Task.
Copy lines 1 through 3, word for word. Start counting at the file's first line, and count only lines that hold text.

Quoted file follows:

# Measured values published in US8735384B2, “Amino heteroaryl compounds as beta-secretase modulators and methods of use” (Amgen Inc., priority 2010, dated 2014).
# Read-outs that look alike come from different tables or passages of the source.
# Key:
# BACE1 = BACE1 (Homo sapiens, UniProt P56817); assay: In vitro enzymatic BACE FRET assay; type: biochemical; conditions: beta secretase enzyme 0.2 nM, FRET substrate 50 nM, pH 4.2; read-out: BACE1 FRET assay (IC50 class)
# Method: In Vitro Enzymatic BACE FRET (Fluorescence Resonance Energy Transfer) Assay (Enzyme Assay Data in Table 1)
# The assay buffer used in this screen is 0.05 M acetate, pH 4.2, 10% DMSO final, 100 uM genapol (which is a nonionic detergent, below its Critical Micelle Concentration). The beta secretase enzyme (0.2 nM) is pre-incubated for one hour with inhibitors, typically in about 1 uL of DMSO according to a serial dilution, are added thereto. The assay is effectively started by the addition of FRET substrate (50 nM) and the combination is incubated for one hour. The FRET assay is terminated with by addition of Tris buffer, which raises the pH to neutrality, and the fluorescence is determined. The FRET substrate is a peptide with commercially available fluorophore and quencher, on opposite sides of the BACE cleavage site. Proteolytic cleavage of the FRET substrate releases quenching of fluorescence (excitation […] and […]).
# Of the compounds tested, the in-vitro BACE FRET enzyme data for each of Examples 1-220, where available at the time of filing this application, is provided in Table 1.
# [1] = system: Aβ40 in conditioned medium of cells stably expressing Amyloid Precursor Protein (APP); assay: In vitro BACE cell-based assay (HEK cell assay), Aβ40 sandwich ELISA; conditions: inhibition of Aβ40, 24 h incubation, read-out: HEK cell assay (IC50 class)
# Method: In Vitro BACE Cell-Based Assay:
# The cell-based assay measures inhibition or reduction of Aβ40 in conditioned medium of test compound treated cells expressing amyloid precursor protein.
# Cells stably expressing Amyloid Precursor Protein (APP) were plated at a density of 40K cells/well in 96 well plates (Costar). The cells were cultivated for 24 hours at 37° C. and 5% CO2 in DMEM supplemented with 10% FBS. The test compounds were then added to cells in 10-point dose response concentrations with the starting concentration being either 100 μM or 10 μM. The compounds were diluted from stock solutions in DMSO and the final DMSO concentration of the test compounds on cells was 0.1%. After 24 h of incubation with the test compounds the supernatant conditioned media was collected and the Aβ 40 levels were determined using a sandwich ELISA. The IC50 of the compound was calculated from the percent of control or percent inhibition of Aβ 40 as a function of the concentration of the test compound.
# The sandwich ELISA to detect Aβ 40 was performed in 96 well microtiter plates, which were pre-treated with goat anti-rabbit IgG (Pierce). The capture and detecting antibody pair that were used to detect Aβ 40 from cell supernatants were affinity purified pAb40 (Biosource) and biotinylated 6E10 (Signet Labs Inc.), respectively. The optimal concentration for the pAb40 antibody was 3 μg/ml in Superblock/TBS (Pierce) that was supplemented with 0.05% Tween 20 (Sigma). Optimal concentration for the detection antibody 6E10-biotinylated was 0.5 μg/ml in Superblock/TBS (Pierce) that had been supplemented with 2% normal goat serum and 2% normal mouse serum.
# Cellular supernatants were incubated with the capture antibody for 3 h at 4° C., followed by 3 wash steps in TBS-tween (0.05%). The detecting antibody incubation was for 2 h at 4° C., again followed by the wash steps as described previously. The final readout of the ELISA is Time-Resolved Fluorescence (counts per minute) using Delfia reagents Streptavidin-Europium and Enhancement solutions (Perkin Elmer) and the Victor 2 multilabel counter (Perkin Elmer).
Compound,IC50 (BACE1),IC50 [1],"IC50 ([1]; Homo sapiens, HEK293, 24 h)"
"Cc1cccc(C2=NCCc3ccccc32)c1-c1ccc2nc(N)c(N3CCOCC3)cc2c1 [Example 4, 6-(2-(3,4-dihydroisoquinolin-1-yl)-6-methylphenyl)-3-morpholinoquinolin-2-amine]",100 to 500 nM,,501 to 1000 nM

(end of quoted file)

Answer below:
# Measured values published in US8735384B2, “Amino heteroaryl compounds as beta-secretase modulators and methods of use” (Amgen Inc., priority 2010, dated 2014).
# Read-outs that look alike come from different tables or passages of the source.
# Key: